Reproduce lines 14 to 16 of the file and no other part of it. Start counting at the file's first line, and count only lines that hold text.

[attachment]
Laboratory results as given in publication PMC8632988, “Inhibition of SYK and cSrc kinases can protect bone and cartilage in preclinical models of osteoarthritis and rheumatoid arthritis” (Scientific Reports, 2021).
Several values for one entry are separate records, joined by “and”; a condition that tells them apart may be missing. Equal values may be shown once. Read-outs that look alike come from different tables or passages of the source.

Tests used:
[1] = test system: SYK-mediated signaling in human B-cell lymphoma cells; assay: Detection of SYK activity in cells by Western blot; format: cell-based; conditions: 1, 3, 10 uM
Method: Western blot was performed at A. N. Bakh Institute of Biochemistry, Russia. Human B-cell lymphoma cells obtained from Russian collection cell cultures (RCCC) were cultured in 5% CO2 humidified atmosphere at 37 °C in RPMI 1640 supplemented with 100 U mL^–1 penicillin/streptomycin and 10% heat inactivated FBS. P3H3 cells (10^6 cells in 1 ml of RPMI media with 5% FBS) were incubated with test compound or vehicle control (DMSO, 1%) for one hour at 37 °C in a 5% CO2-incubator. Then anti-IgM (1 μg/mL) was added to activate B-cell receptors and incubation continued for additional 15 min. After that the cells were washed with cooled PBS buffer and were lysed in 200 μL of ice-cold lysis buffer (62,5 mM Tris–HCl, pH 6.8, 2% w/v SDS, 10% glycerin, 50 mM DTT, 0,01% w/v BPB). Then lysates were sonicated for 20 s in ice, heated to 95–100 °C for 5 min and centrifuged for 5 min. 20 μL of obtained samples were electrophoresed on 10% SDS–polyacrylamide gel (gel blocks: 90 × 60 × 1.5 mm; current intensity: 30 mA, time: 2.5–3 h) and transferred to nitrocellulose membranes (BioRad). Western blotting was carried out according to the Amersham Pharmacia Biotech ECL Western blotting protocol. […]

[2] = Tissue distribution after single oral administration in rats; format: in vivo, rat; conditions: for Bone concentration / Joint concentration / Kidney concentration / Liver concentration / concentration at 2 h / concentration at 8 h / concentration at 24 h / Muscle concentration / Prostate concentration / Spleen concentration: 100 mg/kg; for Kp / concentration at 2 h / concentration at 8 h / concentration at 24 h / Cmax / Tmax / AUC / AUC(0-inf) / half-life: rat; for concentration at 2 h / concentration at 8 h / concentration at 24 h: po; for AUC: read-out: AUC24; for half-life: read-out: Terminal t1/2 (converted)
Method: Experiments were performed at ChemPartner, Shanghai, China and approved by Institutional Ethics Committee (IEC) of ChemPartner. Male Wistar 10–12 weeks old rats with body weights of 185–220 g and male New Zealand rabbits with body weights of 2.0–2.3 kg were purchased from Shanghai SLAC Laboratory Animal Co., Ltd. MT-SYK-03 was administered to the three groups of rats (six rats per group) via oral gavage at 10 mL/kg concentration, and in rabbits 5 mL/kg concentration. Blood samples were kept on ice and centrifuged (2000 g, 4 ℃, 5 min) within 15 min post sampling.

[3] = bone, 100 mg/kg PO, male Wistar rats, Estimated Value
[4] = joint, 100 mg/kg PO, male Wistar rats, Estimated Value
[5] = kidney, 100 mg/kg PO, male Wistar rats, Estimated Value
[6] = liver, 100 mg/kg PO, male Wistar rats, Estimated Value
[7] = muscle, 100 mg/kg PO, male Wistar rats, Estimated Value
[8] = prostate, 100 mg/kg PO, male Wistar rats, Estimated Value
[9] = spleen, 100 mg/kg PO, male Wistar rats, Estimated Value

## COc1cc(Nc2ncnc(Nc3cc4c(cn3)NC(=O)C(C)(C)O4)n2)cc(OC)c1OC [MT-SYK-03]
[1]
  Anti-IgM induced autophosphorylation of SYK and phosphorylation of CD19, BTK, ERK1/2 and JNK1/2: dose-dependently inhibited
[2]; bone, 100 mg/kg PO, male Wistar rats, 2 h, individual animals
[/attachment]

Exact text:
[9] = spleen, 100 mg/kg PO, male Wistar rats, Estimated Value

## COc1cc(Nc2ncnc(Nc3cc4c(cn3)NC(=O)C(C)(C)O4)n2)cc(OC)c1OC [MT-SYK-03]
[1]